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MSU researches new animal composting procedures

Michigan State University is researching best practices for mortality composting in the event of a foreign animal disease outbreak.

Poultry outreach specialist Zac Williams tells Brownfield the avian influenza outbreak from December 2014 through June 2015 killed more than 50 million chickens and turkeys in the United States and left the industry grappling with how to properly dispose of carcasses.

“We can send them off to landfills, we can bury, there’s incineration, but there are problems with each of these.”

Currently, the USDA also recommends “windrow composting” which Williams says is very labor-intensive.  Instead, he’s studying using a dairy feed mixer and cover to breakdown carcasses which could also be used in other livestock species.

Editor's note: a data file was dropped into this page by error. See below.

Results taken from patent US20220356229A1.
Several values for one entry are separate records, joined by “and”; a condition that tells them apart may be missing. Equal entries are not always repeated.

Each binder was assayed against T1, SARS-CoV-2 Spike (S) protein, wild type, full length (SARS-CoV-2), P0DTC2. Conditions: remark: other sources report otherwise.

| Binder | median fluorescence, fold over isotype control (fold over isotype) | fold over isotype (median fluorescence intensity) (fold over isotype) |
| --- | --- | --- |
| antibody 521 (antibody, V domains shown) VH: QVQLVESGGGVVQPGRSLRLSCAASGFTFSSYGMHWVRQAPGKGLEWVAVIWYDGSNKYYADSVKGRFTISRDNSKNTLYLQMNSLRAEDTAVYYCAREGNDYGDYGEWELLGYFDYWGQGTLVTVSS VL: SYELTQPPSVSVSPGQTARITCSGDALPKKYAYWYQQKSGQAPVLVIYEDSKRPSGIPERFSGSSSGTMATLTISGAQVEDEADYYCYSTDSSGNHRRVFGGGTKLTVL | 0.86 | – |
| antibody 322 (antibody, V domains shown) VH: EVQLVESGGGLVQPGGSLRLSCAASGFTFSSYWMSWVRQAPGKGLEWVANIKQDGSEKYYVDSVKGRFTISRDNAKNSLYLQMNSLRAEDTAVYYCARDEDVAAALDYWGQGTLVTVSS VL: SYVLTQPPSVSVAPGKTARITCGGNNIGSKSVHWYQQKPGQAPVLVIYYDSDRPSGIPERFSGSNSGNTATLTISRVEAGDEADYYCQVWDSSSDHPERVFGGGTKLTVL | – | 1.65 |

“These mixers are able to handle extremely large carcasses all the way up to a couple of thousand-pound carcasses of cattle or horses.”

Williams plans to petition the USDA to accept this type of mortality management, which found no additional virus spread, as a protocol for producers during a foreign animal disease outbreak.

Brownfield interviewed Williams during the recent Michigan Allied Poultry Industries Winter Seminar.

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